Inattentive Lifeguards Breathe A Sign Of Relief, As One Drowning Per Pool Session Is Now Acceptable

, , , , , , | Learning | November 14, 2018

When I was ten years old, the summer program I attended went on a field trip to a local indoor waterpark. I tried using a feature where one walked across on lily-pad-like flotation devices while also using a net above, but ended up slipping off and getting trapped underneath one of them.

The worst part was that the lifeguard — nor anyone else, for that matter — seemed not to notice, and the other kids continued to walk on the lily pads, despite my predicament. After what felt like forever, I freed myself, but due to embarrassment, I said nothing about it and went to do something else.

Ten minutes later, the summer program staff announced we were going back to the site early — we’d been there for only an hour — due to inattentive lifeguards, which made me wonder what else had happened, since none of them asked if I was okay.

Math Class Gets Personal, As Teacher Demands Students To Find His X

, , , , , | Learning | November 13, 2018

Math Problem: “Solve for X.”

Me: “[Teacher], I don’t know how to do this.”

Teacher: “You need to solve for X.”

Me: “I know, but I don’t know how to do it.”

Teacher: “Solve for X.”

Me: “I know that; I don’t know how.”

Teacher: “Oh! Okay, I see what the problem is now. Here, look. X stands for a number, and you need to figure out what that number is.”

Me: *pause* “Thanks.”

Stan Lee… RIP

| Friendly Healthy Hopeless Learning Legal Related Right Romantic Working | November 12, 2018

Many of us here at Not Always Right grew up with the marvelous comic creations of Stan Lee, and we were all sad to hear of his passing. In tribute to his amazing legacy, we have rounded up some stories from the archives that show we are not alone in being touched by prolific and creative energy.


Photo credit: Fort Greene Focus on VisualHunt / CC BY-ND

 

The Jean-Grey To My Scott Summers – True love can blossom in comic conundrums.

The Jean-Grey To My Scott Summers, Part 2 – True love can also blossom in comic confrontations!

Generation X – Stan’s creativity has allowed many children to think outside the box.

Granola Bars, High In Iron, Gamma Rays, And Vibranium –  For well-behaved children, the reward is Marvel!

The Stark Truth Shall Set You Free – Marvel’s output gets biblical in its complexity.

Got The Avengers Nailed – Who said comics are just for boys?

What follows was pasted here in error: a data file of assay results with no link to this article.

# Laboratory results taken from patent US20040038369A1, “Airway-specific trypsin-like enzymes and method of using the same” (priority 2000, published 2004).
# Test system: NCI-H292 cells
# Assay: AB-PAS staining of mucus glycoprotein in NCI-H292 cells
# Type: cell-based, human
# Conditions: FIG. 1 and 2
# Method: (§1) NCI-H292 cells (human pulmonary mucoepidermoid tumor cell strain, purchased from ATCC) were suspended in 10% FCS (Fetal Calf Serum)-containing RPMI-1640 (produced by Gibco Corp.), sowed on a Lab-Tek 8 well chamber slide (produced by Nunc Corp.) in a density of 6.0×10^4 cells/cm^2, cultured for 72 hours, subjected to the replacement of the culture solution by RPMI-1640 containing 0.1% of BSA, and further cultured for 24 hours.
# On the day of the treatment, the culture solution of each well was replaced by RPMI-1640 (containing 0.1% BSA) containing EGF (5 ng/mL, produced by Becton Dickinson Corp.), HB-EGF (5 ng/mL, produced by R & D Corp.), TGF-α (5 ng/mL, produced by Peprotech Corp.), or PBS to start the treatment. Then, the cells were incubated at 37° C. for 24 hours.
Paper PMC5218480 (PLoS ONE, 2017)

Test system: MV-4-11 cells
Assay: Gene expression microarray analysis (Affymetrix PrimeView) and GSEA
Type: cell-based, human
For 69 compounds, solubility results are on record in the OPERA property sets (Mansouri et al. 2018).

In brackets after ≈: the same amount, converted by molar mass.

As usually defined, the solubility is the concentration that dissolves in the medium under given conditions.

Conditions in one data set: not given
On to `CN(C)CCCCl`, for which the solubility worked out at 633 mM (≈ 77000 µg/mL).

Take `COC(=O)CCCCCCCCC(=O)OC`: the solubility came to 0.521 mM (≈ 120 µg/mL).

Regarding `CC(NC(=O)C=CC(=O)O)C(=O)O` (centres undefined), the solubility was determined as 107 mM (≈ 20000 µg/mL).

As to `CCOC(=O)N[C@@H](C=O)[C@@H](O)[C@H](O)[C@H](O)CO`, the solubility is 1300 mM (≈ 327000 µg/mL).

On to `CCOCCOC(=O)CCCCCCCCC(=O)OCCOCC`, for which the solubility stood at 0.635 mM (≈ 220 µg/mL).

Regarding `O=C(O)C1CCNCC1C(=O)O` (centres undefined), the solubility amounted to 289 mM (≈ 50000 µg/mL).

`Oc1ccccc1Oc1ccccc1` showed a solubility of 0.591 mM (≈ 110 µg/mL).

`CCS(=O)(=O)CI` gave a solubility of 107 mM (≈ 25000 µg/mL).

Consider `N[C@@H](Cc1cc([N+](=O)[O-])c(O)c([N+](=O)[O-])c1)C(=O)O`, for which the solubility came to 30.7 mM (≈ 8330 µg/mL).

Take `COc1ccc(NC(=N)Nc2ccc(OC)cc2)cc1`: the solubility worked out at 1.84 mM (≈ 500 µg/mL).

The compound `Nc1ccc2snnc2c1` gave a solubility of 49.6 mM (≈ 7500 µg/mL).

Your Friendly Neighborhood Customer Service – The secret identity to a child’s happiness.

The Infinity Aisle – With great power comes a great work ethic!

Made Contact With The X-Men – A child’s wonder is one of the best things that come from comics.

The Black Widow To My Hawkeye – DC? Eww!

A Thort-ful Child, Part 2 – Stan Lee, we were Loki to have you.

 

Want more? Then why not revisit our Superhero Roundup?

Social Studies Prove That Analogies Abhor A Vacuum

, , , , , , | Learning | November 12, 2018

(This takes place in high school social studies class. The teacher is explaining a concept of economics. I’m known to be a pretty smart kid and a whiz at science, but I don’t usually participate.)

Teacher: “Think of it this way. Does anybody know how a vacuum cleaner works?”

(A few students raise their hands, including me.)

Teacher: “[Student #1]?”

Student #1: “It sucks stuff in with a big fan.”

Teacher: “No, that’s incorrect. [Student #2]?”

Student #2: “There’s a pump and it pulls air in.”

Teacher: “Nope, not right, either.”

(The teacher then looks at me and gives me a look that tells me he is not looking forward to my response.)

Teacher: “[My Name]?”

Me: “Things always move from an area of higher concentration to lower concentration, so a vacuum cleaner pumps air out of a chamber inside it, creating an area of lower air pressure inside. The higher air pressure outside of the vacuum pushes things into it, and they end up in the bag, which is porous to allow air to pass through.”

Teacher: *pause* “No, that’s not right, either. The point is, nobody knows how a vacuum works.”

(He carried on with the lesson, and I frowned and sat back in my chair, knowing I had a better explanation than anyone else, and deciding that he wasn’t expecting someone to actually know how a vacuum cleaner works, ruining the analogy.)

Loopholes In The Law Open Up Anyone To Be Accused Of Stalking

, , , , | Learning | November 11, 2018

(Over the past two years at my high school, thanks to some rumours, I have found myself with the reputation of a stalker. This has seen different groups of people at different points in time follow me around, steal my property, burn it, and continue to spread word of my supposed misdeeds. One morning, I am reading text messages on my mobile phone and standing out in a courtyard. Out of the corner of my eye, I notice a boy who is particularly short, looking quite angry. As I finish my messages and turn to leave, he and his group of friends approach me.)